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Poor Value Favourites on the Sand

I wonder how many readers of this article back favourites on a regular basis? It would be interesting to know.

My feeling is that the percentage of punters that regularly back favourites is less than before the turn of the century. My reasoning behind this theory is that the key word ‘value’ is more prominent in the minds of punters these days. Hence, as a rule, punters look for slightly bigger priced runners than favourites to try and find that illusive value.

However, the bottom line is that any price can represent value – as long as the price on offer is greater than the price it should be.

For example, if the true chance of a win is 50/50 and you can bet at 6/4 then you have value; likewise, if the true chance of a win is 12/1 and you can bet at 20/1, again you have value.

Just as there can be value betting opportunities, there are also bets that represent poor value. In this piece I will be focusing on favourites racing on the all weather. My aim is to try and highlight market leaders where the stats are indicating that they have been poor value.

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The data has been taken from UK All Weather racing from 2017 to 2022 and I will be sharing the results for clear favourites only (not races where they are joint or co favs). Profits / losses have been calculated to Betfair Starting Price less 5% commission.

So, is the main point in finding poor value favourites to lay them on the exchanges?

This is not a strategy that ‘floats my boat’, although I am sure for some punters this could be an option. I have never had that much success laying horses and it is something I stopped doing years ago. I prefer finding poor value favourites and looking in depth at other runners in the race, as if the favourite is poor value, then there will be value to be found elsewhere.

It is time to crack on, I’ll start by looking at the performance of all clear favourites during this six-year time frame:

The strike rate edges just above one win every three, with losses coming to just over 4.5 pence in the £. So, there is no surprise to see that you would have lost money if you had backed all these favourites blind. However, losses are not that bad in the grand scheme of things.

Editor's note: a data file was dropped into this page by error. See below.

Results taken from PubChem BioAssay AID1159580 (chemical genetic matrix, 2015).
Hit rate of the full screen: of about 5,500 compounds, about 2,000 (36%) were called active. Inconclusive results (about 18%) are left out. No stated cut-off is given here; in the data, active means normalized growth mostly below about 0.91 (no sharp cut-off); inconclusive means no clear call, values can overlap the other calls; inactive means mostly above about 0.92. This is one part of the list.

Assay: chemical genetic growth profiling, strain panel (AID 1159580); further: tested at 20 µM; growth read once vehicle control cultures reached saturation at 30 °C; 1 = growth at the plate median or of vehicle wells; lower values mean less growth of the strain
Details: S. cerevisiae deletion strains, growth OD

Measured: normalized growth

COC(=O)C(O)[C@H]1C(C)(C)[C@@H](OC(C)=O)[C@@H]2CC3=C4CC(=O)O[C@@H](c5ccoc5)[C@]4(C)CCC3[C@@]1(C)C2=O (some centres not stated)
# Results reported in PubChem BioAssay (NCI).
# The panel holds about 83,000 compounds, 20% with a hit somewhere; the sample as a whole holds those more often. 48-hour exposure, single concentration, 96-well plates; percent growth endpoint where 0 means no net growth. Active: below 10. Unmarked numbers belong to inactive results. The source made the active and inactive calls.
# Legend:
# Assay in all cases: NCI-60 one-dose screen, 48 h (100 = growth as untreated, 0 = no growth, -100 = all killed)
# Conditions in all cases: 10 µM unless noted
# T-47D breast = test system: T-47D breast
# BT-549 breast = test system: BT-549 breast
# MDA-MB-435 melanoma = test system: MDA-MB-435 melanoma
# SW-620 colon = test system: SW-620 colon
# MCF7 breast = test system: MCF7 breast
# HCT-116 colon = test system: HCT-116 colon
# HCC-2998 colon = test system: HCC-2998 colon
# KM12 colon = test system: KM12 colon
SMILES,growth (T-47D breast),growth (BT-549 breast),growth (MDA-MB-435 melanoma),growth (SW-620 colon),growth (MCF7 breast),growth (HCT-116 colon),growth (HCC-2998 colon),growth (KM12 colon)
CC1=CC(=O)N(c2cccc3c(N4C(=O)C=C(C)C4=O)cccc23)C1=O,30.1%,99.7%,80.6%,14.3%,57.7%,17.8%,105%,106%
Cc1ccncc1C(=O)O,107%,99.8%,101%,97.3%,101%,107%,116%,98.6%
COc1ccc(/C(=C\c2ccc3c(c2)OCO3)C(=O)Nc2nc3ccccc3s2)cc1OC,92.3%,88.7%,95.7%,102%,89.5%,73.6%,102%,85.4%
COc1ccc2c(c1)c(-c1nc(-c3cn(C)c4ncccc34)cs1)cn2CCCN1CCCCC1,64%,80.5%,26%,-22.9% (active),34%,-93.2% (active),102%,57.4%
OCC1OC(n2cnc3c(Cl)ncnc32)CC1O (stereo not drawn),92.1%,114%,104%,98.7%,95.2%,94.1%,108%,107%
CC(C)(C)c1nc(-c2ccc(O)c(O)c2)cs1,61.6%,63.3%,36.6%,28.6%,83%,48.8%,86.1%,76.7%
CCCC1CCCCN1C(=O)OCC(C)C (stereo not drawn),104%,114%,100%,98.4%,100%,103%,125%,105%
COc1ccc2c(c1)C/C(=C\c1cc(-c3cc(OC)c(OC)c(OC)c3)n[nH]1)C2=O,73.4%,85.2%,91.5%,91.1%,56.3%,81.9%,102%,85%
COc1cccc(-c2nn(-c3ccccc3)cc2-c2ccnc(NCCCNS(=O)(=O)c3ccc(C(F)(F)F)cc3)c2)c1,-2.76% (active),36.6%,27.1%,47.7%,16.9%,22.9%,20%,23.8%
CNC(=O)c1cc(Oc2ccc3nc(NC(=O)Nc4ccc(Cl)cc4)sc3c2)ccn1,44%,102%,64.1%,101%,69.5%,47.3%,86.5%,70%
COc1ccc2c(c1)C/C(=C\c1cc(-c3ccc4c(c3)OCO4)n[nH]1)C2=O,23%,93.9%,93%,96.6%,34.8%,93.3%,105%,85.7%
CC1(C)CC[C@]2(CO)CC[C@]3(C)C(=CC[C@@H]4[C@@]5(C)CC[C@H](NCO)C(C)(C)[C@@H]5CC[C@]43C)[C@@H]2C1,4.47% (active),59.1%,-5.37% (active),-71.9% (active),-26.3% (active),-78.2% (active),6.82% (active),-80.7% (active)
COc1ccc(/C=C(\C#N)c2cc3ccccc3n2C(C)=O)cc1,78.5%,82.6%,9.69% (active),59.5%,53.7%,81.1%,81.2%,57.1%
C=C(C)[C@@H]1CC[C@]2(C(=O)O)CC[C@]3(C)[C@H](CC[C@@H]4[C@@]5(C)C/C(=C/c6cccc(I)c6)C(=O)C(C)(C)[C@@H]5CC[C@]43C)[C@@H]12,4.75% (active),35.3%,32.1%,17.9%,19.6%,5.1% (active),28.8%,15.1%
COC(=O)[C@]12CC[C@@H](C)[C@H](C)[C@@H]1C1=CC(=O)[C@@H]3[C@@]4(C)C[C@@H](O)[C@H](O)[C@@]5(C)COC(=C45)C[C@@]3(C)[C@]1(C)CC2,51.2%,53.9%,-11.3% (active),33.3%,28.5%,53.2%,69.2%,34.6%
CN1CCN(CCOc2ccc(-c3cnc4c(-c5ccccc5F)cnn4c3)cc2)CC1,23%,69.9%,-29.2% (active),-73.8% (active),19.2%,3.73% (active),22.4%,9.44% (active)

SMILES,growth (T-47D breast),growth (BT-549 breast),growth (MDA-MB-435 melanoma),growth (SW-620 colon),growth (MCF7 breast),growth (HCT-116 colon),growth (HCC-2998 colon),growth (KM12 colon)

The main reason for sharing these overall favourite stats was so that we have baseline figures to work from.  It is important to realise that results for favourites do not fluctuate massively year on year. This can be seen if we look at the yearly breakdown of this period:

As the table shows, the strike rates all hover around the overall mark of 34.5%; likewise, the yearly returns have been similar, and the A/E index has stood at 0.92 for all bar 2017.

Course variances – I want to look at the individual all weather tracks to see what differences there are, if any. Here are my findings:

Four of the courses Chelmsford, Lingfield, Kempton and Wolves have very similar figures. However, Newcastle and Southwell’s figures are relatively poor in comparison. The Southwell stats may have something to do with the switch of surface from fibre sand to tapeta a couple of years ago. Hence, I would be a little wary of reading too much into them.

Looking at Newcastle, why are their favourite stats disappointing?

It is difficult to say. All individual years from 2019 to 2022 saw losses for favourites of more than 10p in the £, with 2022 being the worst seeing losses of 13p in the £.

Am I confident that Newcastle favourites will continue to struggle?

I have to say I am not sure, but 2023 (up to the end of October when I penned this) has also shown significant losses too – standing at 14p in the £.

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